I somehow managed to place about 250 cards on public seating locations in Times Square before I lost my nerve and hurried home.

Over the next couple of months I got “hits” on my website from the following countries: United States, Brazil, Canada, India, Italy, Argentina, Portugal, Australia, Philippines, United Kingdom, Chile, Mexico, Albania, and Sri Lanka.

I won’t even try to correlate the hits on my website with the distribution of business cards, but I must say I was encouraged by the apparent interest in Jesus shown by people across the globe.

So how do modern political campaigns get their literature out to the masses? One technique that is familiar to many of us is the use of mailing campaigns. Postcards and flyers arrive in the mail describing a candidate’s qualifications, (and the opponent’s shortcomings), in the hopes of educating the electorate. Sometimes these campaigns target specific people at specific addresses, but at other times they are simply addressed to “Local Postal Customer.”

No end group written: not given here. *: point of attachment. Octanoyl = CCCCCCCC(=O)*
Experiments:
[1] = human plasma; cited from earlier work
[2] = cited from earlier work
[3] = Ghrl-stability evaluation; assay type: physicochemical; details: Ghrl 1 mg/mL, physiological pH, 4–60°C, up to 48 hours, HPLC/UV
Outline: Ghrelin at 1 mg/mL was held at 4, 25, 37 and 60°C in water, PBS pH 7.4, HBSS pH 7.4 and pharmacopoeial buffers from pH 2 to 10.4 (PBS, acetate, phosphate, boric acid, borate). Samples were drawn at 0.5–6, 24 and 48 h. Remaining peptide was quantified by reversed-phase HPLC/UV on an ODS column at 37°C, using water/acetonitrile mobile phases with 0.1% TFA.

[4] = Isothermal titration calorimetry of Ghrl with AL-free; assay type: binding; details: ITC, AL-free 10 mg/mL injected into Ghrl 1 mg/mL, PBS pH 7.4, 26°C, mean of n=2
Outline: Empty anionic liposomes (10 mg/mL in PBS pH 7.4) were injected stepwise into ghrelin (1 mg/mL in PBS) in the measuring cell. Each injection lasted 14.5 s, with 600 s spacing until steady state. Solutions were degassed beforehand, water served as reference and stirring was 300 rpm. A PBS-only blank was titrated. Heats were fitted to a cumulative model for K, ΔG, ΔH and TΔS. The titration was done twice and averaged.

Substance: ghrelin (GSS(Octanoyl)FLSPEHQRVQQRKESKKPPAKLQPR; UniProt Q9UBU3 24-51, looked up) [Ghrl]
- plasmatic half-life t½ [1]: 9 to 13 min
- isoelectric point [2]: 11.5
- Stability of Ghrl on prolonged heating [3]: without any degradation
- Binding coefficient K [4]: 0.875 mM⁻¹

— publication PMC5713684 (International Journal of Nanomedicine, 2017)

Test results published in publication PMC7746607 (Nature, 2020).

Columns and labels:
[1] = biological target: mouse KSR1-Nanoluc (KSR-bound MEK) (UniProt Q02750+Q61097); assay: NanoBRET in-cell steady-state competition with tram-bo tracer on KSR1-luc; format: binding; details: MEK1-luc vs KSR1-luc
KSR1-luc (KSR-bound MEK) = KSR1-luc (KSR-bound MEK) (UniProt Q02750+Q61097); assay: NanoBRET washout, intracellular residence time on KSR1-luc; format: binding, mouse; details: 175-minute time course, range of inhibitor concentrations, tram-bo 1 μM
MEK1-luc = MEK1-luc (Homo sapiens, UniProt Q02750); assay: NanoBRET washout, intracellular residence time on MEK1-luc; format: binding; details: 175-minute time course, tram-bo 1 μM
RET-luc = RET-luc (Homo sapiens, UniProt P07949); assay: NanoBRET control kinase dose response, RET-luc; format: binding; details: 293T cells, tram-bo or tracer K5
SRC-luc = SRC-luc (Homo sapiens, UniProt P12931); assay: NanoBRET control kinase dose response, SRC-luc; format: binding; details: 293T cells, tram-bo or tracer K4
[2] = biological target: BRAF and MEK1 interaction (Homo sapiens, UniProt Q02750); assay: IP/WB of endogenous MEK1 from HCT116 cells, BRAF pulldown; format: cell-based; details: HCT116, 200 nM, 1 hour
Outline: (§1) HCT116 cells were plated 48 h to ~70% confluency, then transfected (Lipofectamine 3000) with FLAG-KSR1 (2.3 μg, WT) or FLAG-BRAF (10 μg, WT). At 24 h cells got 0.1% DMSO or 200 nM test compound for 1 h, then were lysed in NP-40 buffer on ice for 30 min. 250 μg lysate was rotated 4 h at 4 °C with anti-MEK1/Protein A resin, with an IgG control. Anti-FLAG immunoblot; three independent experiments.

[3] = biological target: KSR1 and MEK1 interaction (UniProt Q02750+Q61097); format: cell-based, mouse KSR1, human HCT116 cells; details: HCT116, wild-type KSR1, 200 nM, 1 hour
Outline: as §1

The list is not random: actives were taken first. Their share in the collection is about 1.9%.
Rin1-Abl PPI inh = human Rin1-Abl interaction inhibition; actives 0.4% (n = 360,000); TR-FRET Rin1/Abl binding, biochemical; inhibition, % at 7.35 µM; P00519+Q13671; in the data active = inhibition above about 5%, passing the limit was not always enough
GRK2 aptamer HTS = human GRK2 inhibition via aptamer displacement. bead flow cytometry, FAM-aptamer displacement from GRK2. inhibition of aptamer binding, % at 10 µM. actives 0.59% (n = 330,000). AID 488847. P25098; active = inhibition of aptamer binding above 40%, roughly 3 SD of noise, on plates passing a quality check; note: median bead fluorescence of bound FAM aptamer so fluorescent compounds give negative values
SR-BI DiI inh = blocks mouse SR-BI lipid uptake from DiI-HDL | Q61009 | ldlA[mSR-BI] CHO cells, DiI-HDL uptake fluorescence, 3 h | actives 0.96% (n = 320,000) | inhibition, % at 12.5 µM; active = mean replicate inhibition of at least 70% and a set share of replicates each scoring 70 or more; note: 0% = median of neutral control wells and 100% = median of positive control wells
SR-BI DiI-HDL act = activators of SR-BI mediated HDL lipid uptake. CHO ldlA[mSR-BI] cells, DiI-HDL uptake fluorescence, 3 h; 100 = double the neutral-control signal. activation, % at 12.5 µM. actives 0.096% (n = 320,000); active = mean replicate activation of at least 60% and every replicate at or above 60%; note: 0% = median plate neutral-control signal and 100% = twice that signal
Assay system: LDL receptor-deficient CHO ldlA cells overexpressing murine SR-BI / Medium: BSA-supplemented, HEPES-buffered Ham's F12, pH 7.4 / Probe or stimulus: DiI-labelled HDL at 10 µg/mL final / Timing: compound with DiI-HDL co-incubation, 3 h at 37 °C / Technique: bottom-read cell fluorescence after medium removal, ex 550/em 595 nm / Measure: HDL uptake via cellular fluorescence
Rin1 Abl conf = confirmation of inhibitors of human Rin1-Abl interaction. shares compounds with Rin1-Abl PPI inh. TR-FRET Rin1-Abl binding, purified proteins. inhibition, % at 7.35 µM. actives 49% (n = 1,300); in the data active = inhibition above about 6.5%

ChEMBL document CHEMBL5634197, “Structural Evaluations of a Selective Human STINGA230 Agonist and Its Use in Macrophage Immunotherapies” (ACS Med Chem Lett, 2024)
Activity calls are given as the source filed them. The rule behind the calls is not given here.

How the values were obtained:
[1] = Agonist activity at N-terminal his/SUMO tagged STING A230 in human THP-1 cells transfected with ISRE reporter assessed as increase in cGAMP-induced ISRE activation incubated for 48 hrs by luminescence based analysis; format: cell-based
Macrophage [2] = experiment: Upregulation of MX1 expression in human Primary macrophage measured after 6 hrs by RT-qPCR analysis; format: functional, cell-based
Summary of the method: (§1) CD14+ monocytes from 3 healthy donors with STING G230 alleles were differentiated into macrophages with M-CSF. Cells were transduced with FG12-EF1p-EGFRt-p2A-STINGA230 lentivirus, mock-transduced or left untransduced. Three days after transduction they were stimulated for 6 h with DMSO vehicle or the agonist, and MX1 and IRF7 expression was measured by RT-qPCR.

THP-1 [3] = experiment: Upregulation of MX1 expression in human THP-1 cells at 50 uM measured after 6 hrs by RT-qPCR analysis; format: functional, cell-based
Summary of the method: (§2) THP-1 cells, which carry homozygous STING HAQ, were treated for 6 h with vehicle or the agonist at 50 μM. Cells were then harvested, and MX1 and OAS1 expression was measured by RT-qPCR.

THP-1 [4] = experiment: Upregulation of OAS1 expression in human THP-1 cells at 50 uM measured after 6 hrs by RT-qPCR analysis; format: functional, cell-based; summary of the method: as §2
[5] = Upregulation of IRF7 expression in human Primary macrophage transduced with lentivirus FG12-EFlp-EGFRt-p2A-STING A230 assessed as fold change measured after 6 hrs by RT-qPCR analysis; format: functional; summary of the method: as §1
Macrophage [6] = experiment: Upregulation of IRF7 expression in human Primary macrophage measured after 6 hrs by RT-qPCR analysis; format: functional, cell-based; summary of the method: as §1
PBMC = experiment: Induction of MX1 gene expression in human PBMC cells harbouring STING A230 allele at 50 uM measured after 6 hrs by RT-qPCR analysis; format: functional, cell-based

Every Door Direct Mail, or EDDM, is a service of the U.S. Postal Service developed to make mass mailing both easy and inexpensive. No postage permit is required, and no mailing lists are needed. Using their mapping tool, I can hover over an area that I am interested in, select an entire postal route, (typically around 300 households) and arrange for my campaign literature to be delivered to the “local postal customer “at the low cost of $0.18 per mail piece.

Let me repeat that: I can deliver my campaign literature (in this case the Gospel of Mark) to an entire postal route of 300 households, for about $50.00 postage (plus the cost of the printed material). Since each household typically consists of at least 4 people, I will be effectively reaching 1200 people with my candidate’s message every time I conduct an EDDM mailing to an individual postal route.